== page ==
This month and next month, three of Australian hip hop’s biggest stars, up and comers Pez and 360 and the elder stateswoman of Australian hip hop, Maya Jupiter, will join forces to bring us the Change It For The Better national tour. This tour is presented by The Line, an Australian Government anti-violence, pro-respect campaign. According to the statistics, one in three Australian women will become a victim of domestic violence each year. It is this startling statistic and others like it that has lead to the launch of The Line and Maya, Pez, and 360 getting involved as musical ambassadors.
“First of all, I’m a true believer in the power that music has to effect positive change,” Maya says of her involvement with the The Line. “So I thought that, as an artist, that’s something I can actually contribute to and be involved with, just in the way of delivering a message through music.”
As Maya reveals, though, her connection to the campaign is more than abstract. “It wasn’t until I started reading all of the research [available on www.theline.gov.au] that I realised how close to home it was; how I actually have had personal experience with this idea of establishing respectful relationships,” she says. “The Line is really about behaviour at a young age, and defining and deciding for yourself what’s appropriate and what’s not within your relationships. I really wanted to get involved to talk to young women in that age range of fifteen to eighteen: it’s the time where you feel, and I personally remember this, you feel that you’re not a kid anymore, but you’re not an adult yet, so you’re in this weird place where you’re acting grown up and want to have adult relationships, but you don’t really have the tools or the know how to go about it.”
Her own personal experiences are not sordid tales of physical abuse, but the more mundane and problematic precisely because they are mundane experiences of a young woman rushing headlong into relationships. “I had a friendship with a girl whose boyfriend started telling her what to wear and who to be friends with at the age of fifteen,” she says. “Personally, I got into a relationship with an older guy who manipulated me and made me do things I wasn’t really comfortable doing. And I think, perhaps if there was a discussion about it, some kind of dialogue out in the open, things would have been different.”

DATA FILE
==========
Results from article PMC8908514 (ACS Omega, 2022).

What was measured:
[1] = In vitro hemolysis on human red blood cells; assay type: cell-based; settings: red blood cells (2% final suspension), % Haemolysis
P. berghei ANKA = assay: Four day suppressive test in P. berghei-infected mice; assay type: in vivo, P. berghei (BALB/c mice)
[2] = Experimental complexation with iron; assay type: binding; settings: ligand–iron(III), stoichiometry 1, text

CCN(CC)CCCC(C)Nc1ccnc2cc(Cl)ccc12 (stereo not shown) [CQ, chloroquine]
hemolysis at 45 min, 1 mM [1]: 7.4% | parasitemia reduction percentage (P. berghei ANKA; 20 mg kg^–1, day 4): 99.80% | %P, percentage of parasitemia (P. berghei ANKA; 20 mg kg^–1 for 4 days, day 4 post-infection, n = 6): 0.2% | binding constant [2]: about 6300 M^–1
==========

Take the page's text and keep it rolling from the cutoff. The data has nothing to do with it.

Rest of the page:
The experience wasn’t traumatic, and Maya doesn’t dwell on it, but it has strengthened her resolve to act as an ambassador. “Fast forward to today, I’m really keen to talk to young women and girls today, to reach out to them and say, ‘Think about it: think about your role in your relationship. Are you safe? Are you happy?’,” she says. “It’s about promoting healthy relationships so that when they become adults they will hopefully have respectful, happy relationships as adults.”
Maya is particularly keen to get involved because she understands the power of a well-placed role model. “When I was a young woman growing up, I looked towards women in positions of power, and empowered women especially artists like Salt ‘N’ Pepa, or Janet Jackson, or even Lauryn Hill,” she says. “These were women who were intelligent, expressed themselves clearly, knew who they were, and were in a position of power, in control. I can only speak about my own personal role as an ambassador for this campaign, but I hope that young women see me as an empowered woman who has learnt a little bit along the way. I hope that they can share in what I have learnt, which is to look out for yourself, to love yourself, to stand up for yourself, and to stand up for what’s right.”